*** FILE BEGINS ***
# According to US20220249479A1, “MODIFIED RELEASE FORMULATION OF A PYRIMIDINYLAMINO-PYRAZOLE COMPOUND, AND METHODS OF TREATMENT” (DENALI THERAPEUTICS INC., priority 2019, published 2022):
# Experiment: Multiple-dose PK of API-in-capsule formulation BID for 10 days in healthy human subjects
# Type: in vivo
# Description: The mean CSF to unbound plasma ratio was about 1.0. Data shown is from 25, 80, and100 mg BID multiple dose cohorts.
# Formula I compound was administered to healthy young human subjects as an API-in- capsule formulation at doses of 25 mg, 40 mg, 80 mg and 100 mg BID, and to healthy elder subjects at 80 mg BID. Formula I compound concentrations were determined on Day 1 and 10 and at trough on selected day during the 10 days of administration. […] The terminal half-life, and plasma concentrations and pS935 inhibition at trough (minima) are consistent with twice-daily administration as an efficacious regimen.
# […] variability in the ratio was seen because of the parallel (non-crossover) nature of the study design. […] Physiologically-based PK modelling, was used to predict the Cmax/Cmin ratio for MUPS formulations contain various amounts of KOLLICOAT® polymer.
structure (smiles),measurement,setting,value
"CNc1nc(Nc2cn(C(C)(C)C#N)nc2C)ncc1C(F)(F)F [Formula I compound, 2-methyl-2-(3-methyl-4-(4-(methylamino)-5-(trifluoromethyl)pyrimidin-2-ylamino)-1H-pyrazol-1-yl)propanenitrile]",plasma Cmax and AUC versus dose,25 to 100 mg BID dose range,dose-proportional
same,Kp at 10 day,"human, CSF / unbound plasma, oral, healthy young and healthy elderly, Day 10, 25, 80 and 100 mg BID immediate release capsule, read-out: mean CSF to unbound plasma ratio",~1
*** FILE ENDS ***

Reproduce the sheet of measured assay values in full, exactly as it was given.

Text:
# According to US20220249479A1, “MODIFIED RELEASE FORMULATION OF A PYRIMIDINYLAMINO-PYRAZOLE COMPOUND, AND METHODS OF TREATMENT” (DENALI THERAPEUTICS INC., priority 2019, published 2022):
# Experiment: Multiple-dose PK of API-in-capsule formulation BID for 10 days in healthy human subjects
# Type: in vivo
# Description: The mean CSF to unbound plasma ratio was about 1.0. Data shown is from 25, 80, and100 mg BID multiple dose cohorts.
# Formula I compound was administered to healthy young human subjects as an API-in- capsule formulation at doses of 25 mg, 40 mg, 80 mg and 100 mg BID, and to healthy elder subjects at 80 mg BID. Formula I compound concentrations were determined on Day 1 and 10 and at trough on selected day during the 10 days of administration. […] The terminal half-life, and plasma concentrations and pS935 inhibition at trough (minima) are consistent with twice-daily administration as an efficacious regimen.
# […] variability in the ratio was seen because of the parallel (non-crossover) nature of the study design. […] Physiologically-based PK modelling, was used to predict the Cmax/Cmin ratio for MUPS formulations contain various amounts of KOLLICOAT® polymer.
structure (smiles),measurement,setting,value
"CNc1nc(Nc2cn(C(C)(C)C#N)nc2C)ncc1C(F)(F)F [Formula I compound, 2-methyl-2-(3-methyl-4-(4-(methylamino)-5-(trifluoromethyl)pyrimidin-2-ylamino)-1H-pyrazol-1-yl)propanenitrile]",plasma Cmax and AUC versus dose,25 to 100 mg BID dose range,dose-proportional
same,Kp at 10 day,"human, CSF / unbound plasma, oral, healthy young and healthy elderly, Day 10, 25, 80 and 100 mg BID immediate release capsule, read-out: mean CSF to unbound plasma ratio",~1